Sign-On Bonuses: What They Are and How to Negotiate for Them

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Laura Berlinsky-Schine2.3k
June 23, 2024 at 12:6PM UTC

When you’re negotiating a job offer, you may encounter a sign-on bonus. This is a one-time, starting bonus the employer may include as part of your total compensation package. It could be given to you as a lump sum or as a series of installments. It could also come in a different form, such as stock options. 

Companies typically offer you a sign-on bonus to incentivize you to accept the job. While it’s a one-time bonus, it won’t factor into your overall salary, so when negotiating raises in the future, your base pay will be the starting point.

Why will they benefit you?

“We offer [a sign-on bonus] when we are constrained by the pay band/budget for the role,” wrote an FGB member who works in HR. “It's a way to say we really want you without blowing the budget or messing up internal equity.”

“Sign-on bonuses are becoming the norm due to the COVID scene and the change in many industries,” Terra Wolfe added. “They can be about retention, but they can also be about attracting the best talent, too. It never hurts to negotiate if you feel strongly about your stance and give them strong reasons to consider. 

In other words, sign-on bonuses can help you get the payment you deserve, even when the employer doesn’t have the budget to accommodate your initial request.

When and how should you negotiate a sign-on bonus?

You should always negotiate a job offer, especially when the salary offered doesn’t match your initial request or expectations. Typically, you will want to start by negotiating the salary itself. Then, if the employer won’t budge, you may ask for additional benefits and/or a sign-on bonus.

An employer may be more willing to give you a sign-on bonus than additional compensation because it’s a one-time deal. When you ask for the bonus, make a solid case for yourself, reminding them of your qualifications and the value you bring to the company. They wouldn’t be offering you the job if they didn’t believe you have the necessary skills and experience.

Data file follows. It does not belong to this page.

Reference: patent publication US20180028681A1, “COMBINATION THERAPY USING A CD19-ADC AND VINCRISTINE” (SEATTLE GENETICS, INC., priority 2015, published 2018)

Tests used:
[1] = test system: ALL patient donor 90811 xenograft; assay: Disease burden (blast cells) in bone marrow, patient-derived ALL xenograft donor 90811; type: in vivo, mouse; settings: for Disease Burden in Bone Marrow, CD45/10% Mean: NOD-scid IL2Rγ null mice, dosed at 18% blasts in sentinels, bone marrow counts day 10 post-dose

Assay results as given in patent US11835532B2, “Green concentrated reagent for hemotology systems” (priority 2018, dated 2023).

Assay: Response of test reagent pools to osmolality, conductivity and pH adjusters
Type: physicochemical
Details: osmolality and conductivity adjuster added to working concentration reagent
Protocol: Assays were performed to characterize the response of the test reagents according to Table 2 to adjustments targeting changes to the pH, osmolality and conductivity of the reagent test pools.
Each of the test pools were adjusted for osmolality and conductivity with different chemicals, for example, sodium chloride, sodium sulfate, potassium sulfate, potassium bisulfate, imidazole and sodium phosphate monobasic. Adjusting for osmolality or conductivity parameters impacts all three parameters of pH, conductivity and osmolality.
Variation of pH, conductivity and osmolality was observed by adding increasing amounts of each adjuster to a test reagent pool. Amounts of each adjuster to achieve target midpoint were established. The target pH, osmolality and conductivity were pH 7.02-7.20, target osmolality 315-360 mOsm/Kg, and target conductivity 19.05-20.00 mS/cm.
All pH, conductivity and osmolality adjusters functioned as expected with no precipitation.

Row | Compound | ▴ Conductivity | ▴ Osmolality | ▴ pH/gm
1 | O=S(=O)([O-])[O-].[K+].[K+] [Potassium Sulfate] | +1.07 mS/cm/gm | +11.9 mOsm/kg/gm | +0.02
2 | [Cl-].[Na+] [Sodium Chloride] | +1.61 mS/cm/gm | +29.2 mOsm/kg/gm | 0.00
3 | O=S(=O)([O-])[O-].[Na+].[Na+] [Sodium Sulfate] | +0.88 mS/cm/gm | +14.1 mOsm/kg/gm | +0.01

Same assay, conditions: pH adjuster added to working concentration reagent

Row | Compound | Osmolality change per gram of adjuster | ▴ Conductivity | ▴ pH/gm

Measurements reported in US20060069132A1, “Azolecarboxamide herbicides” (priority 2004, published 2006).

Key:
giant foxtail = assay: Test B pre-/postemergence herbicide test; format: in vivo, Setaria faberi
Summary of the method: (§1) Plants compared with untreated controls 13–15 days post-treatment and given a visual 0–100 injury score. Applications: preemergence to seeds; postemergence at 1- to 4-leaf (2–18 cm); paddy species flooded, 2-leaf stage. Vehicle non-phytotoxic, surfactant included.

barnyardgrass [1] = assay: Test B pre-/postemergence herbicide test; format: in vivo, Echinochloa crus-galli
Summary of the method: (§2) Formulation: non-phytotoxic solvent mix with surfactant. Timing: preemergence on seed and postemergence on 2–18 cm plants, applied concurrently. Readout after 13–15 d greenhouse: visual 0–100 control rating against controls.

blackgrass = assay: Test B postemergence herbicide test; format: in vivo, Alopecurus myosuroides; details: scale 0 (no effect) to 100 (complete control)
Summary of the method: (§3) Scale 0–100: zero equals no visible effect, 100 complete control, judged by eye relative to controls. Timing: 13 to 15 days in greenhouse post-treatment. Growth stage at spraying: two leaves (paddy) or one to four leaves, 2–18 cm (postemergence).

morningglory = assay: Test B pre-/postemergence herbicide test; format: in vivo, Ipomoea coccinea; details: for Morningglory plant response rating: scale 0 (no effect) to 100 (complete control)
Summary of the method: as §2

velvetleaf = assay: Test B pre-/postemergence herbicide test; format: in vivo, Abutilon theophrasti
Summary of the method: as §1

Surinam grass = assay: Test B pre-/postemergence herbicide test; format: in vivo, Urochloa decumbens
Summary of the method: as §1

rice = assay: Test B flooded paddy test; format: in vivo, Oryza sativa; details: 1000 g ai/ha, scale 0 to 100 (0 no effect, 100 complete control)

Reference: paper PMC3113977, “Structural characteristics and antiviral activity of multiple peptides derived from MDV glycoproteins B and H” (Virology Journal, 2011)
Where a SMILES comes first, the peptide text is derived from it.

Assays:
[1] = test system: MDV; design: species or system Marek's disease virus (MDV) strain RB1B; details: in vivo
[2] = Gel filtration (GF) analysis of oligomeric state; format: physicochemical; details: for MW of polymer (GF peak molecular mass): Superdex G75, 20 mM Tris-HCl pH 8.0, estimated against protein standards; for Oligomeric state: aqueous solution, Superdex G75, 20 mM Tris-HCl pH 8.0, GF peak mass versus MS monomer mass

“Women don’t always negotiate or feel comfortable with it,” Wolfe said. “If you feel you are being lowballed then it’s a good time to discuss the average industry salary and your education level that support you receiving more salary. Do your research on the company and also the work-life balance of current and previous employees to see if there are any red flags.”

Should you accept a sign-on bonus in lieu of a higher salary?

At the same time, make sure you’re satisfied with the salary itself. If you’re not, the sign-on bonus is not going to justify the company lowballing you, and you’re bound to be disappointed later on.

You should also weigh the pros and cons. Is this an employer you’re excited to work with? Are you generally happy with the terms? If so, then you could very well be happy with a sign-on bonus in addition to the salary and benefits.

But never sell yourself short. If you’re set on a higher salary and you can’t get there with this employer, then this may not be the right job for you.

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This article reflects the views of the author and not necessarily those of Fairygodboss.

Laura Berlinsky-Schine is a freelance editor and writer based in Brooklyn with her demigod/lab-mix Hercules. She primarily focuses on education, technology and career development. She has worked with Penguin Random House, Fairygodboss, CollegeVine, BairesDev and many other publications and organizations. Her humor writing has appeared in the Weekly Humorist, Slackjaw, Little Old Lady Comedy, Flexx Magazine, Points in Case, Jane Austen's Wastebasket, and Greener Pastures. She also writes fiction and essays, which have appeared in publications including The Memoirist and The Avalon Literary Review. View her work and get in touch at: www.lauraberlinskyschine.com.

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